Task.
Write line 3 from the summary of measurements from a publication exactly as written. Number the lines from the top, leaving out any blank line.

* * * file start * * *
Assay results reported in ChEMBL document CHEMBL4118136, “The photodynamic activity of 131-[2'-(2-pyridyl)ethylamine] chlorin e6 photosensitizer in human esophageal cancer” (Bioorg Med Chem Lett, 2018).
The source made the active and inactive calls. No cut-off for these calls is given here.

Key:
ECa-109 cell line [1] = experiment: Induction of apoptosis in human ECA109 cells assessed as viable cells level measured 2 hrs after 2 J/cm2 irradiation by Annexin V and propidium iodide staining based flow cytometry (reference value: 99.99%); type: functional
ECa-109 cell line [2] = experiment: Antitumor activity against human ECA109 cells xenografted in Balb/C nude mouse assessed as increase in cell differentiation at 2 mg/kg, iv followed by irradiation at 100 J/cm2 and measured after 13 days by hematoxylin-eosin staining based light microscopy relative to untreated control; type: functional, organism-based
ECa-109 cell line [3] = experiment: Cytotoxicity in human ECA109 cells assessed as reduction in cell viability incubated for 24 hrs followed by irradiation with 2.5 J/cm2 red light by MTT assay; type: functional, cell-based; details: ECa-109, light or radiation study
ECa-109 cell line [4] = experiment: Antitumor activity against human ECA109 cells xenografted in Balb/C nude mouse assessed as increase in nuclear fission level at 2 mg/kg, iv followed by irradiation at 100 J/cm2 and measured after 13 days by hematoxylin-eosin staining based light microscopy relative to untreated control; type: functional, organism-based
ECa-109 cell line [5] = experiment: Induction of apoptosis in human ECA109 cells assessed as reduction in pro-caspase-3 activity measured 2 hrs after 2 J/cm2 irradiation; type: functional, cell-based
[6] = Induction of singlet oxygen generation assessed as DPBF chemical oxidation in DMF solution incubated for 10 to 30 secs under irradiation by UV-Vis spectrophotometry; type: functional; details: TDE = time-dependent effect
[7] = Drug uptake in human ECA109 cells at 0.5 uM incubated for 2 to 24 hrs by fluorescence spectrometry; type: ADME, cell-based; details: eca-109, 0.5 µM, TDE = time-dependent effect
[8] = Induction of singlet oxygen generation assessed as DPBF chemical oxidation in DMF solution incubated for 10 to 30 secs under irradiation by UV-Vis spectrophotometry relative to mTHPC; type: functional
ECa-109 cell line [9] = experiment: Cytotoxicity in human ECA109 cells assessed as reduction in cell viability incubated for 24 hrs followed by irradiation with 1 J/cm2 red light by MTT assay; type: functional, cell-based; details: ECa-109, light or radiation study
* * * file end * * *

Key: